Globally, thirty percent of all food made for human consumption, a staggering 1.3 billion metric tons of food, is either lost or wasted every year. On a planet where 690 million people go hungry each day, agriculture emissions fuel climate change, and where the COVID-19 pandemic is increasing food insecurity, reducing food loss and waste is critical for social, economic and environmental progress and well-being. The United Nations Sustainable Development Goal 12 aims to cut food waste by half by 2030 and reduce food losses.
But it’s important to recognize that food loss and food waste are not the same thing. The key difference between what is considered food loss and food waste is based on when the problem occurs along the food’s journey from farm to consumer.
While exact definitions and metrics for measuring food loss and food waste can vary by organization, certain themes are universal. Let’s take a look at the big differences between food loss and food waste and how the pandemic has exasperated both issues.
What is Food Loss?
Food loss happens earlier in the supply chain, before food reaches the consumer. This can be during growing, post-harvest, processing, or transportation stages. The Food and Agriculture Organization of the United Nations (FAO), defines food loss as a “decrease in the quantity or quality of food resulting from decisions and actions by food suppliers in the chain, excluding retailers, food service providers and consumers.” (SOFA, 2019) This means that before even reaching store shelves, restaurant kitchens, or people’s homes, food becomes inedible for humans or is discarded along the way. This happens for many reasons.
Food loss can first happen directly on the farms, as damaged crops don’t yield enough, they spoil in the field, or are not harvested. Poor crop planning, bad weather, lack of efficient farming technology, growers choosing not to harvest food (due to price fluctuations in the market) or not enough workers to harvest food are some of the reasons food is lost before or at harvest time. While comprehensive global data is still in the works, previous estimates suggest that around 30 percent of the world’s food is lost at the farm level, and in the U.S., groundbreaking studies show similar estimates.
When restaurants abruptly shut their doors in Spring 2020 from COVID-19 lockdown orders, many farms suddenly found themselves with a surplus of food, as food demand from restaurants froze. Without buyers, some farms resorted to destroying large amounts their food. (It’s worth mentioning that many partnerships between farms have also helped divert their surplus food to food banks, pantries, and other needed areas.)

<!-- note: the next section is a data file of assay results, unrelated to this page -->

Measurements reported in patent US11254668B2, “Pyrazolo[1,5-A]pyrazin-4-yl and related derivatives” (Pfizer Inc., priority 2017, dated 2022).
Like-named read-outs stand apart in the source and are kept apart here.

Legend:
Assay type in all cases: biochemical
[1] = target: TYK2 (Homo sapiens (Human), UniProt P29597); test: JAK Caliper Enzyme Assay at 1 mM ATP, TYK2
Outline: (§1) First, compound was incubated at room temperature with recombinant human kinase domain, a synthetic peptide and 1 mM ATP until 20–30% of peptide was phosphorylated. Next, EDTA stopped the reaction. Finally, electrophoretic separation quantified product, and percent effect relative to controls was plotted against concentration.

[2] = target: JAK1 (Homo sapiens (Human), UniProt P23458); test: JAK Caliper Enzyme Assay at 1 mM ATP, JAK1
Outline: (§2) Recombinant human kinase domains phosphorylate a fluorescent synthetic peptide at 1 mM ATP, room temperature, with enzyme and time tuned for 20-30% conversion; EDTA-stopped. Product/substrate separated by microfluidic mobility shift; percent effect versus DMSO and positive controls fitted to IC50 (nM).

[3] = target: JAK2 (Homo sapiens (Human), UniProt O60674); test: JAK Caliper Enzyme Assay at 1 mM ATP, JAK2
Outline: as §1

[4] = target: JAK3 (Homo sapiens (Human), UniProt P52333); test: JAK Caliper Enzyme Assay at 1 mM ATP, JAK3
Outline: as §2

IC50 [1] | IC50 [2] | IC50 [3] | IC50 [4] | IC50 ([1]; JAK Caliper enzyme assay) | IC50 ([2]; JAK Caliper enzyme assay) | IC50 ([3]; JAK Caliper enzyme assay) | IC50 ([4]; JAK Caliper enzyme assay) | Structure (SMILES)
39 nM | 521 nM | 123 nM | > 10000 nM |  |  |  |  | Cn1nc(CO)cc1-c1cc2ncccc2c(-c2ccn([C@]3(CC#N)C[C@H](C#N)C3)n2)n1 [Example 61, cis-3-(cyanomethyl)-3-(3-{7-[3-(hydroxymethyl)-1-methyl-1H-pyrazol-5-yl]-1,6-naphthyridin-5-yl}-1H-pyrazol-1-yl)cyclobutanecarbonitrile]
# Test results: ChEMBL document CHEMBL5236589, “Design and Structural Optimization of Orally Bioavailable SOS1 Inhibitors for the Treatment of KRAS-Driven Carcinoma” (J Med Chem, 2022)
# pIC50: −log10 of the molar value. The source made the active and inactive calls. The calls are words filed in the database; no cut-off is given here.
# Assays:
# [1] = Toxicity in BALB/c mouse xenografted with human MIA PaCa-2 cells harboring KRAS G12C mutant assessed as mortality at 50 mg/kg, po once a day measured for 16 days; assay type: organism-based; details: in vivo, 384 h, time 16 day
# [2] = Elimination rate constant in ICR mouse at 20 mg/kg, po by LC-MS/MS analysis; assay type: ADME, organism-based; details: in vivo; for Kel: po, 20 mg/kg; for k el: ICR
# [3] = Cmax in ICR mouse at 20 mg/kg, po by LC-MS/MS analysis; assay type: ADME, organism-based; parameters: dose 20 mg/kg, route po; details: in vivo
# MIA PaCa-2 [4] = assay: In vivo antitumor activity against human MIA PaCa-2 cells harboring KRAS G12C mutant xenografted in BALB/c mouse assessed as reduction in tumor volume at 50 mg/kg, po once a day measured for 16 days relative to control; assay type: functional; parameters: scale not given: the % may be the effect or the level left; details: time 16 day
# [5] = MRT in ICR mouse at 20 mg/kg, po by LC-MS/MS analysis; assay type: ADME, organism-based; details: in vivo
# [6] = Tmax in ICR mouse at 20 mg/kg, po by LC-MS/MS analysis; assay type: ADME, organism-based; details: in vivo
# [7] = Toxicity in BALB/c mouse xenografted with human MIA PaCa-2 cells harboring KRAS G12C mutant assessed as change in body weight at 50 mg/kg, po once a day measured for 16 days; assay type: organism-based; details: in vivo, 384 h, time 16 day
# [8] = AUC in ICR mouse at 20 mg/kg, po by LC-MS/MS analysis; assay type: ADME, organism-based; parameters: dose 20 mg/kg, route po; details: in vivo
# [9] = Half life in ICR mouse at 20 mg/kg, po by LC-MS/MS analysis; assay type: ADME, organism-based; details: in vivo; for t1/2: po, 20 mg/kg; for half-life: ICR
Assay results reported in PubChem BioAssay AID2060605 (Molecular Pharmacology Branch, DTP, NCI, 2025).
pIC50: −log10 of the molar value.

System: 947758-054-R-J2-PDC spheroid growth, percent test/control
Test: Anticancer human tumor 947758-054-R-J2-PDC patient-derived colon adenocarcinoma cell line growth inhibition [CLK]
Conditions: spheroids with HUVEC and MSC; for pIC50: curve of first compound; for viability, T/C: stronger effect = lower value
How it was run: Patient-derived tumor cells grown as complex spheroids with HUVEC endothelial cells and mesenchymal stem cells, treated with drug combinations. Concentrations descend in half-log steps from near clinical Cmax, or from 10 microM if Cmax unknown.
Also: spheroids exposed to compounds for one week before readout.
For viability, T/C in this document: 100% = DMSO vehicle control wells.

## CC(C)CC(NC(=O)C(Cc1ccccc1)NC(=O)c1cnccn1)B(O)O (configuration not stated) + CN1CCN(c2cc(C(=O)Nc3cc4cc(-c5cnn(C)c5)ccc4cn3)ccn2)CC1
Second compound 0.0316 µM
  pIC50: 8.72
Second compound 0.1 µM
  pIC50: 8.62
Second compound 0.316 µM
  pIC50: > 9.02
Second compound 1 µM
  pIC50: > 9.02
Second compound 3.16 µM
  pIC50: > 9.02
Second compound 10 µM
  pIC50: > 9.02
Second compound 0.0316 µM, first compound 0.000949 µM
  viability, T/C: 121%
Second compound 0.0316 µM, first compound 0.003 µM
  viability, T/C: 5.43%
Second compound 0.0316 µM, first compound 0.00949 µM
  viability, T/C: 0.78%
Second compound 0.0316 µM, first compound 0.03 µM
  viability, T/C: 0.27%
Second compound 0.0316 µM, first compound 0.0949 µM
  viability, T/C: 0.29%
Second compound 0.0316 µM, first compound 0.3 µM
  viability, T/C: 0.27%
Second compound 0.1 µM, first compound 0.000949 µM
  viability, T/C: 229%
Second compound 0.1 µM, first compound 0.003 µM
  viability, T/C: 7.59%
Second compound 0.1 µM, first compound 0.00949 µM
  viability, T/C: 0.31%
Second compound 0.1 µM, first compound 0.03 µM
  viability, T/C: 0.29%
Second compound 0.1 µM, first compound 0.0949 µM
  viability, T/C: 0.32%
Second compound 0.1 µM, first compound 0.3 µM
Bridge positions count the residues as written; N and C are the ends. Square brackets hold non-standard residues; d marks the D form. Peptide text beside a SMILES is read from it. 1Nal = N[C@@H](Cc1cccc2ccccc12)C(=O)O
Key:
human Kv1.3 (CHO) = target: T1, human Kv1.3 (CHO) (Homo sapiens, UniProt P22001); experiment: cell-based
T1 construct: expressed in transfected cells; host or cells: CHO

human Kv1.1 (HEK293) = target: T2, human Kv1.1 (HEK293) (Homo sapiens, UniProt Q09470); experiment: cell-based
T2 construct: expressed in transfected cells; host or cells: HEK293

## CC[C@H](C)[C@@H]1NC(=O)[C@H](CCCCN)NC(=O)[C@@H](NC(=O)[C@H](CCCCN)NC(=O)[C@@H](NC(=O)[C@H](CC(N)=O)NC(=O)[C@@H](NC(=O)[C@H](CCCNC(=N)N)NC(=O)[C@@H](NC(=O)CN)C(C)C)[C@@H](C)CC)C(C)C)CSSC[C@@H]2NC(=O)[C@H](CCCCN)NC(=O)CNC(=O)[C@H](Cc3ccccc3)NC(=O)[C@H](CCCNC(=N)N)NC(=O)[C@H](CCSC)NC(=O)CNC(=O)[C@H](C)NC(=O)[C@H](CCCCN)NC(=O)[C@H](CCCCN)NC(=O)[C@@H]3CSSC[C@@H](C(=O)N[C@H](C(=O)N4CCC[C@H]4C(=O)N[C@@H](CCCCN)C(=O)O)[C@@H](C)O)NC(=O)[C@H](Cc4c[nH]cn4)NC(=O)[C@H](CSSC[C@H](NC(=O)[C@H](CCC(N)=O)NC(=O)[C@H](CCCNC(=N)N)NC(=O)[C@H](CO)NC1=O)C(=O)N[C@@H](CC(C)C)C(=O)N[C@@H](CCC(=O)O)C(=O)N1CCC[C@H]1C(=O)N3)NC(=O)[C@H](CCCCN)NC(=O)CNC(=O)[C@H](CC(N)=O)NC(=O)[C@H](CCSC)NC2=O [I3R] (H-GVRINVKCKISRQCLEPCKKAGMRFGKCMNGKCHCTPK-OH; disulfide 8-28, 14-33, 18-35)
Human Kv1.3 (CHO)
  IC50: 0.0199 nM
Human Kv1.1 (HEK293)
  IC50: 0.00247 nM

However, once food makes it past the farm’s harvest, inadequate storage and transportation can become an issue. For example, if food is not kept properly chilled and protected from pests and vermin while being shipped from place to place, it can be lost. Storing food for too long, often due to limited transportation availability, is another problem. Globally, 14 percent of food loss and waste happens post-harvest but before it makes it to retail shelves.
Since food loss can happen at various points before reaching consumers, different solutions are needed to addressing problems at different stage of the journey. As the COVID-19 pandemic shut down borders and disrupted the labor market, delays in shipments and reduced worker capacity created bottlenecks that meant more spoiled and lost food.
The Food Loss Index (from FAO) is a new measurement to help the world better understand the extent of its food loss. It compares the percentage of food lost by country, for a basket of 10 main commodities, with a base period. This is how the UN is monitoring progress on the Sustainable Development Goal 12 target of reducing food loss by 2030.
What is Food Waste?
Food waste happens at the end of the supply chain, once it’s with consumers – this includes individuals, restaurants, grocery stores, markets, and cafeterias. Discarding food, either before or after it’s spoiled, is a key part of food waste. It happens when a restaurant serves a large portion and the customer eats half of it, tossing the rest. Or a head of lettuce sits forgotten in a fridge, and spoils. Or when a grocery store overstocks its shelves to maintain display aesthetics. FAO defines food waste as “the decrease in the quantity or quality of food resulting from decisions and actions by retailers, food service providers and consumers.” Food waste is more prevalent in wealthier nations, with Australia and the U.S. wasting the most food per capita.
Where food waste ends up is another problem. In the U.S., only 6 percent of food waste in 2017 was composted. The rest is sent to landfills, where it makes up the single largest category of waste inside U.S. landfills, according to the EPA. As food waste rots in landfills, it produces methane, a major greenhouse gas and contributor to climate change.
As a result of the COVID-19 pandemic, food waste at the household level is expected to dip, as less income from job losses and bare store shelves impact people’s ability to purchase larger quantities. More meticulous meal-planning during lockdowns could have also created less food waste, as people avoid overbuying. Surveys shows that households are more aware of food waste since the pandemic began, and are wasting less food.
Image credits: Share of food lost in post-harvest process by region by Our World in Data is licensed under CC BY 4.0; Bell peppers (Rithika Gopalakrishnan on Unsplash); Range of reported food waste (FAO. 2019. The State of Food and Agriculture 2019. Moving forward on food loss and waste reduction. 39. Rome. License: CC BY-NC-SA 3.0 IGO)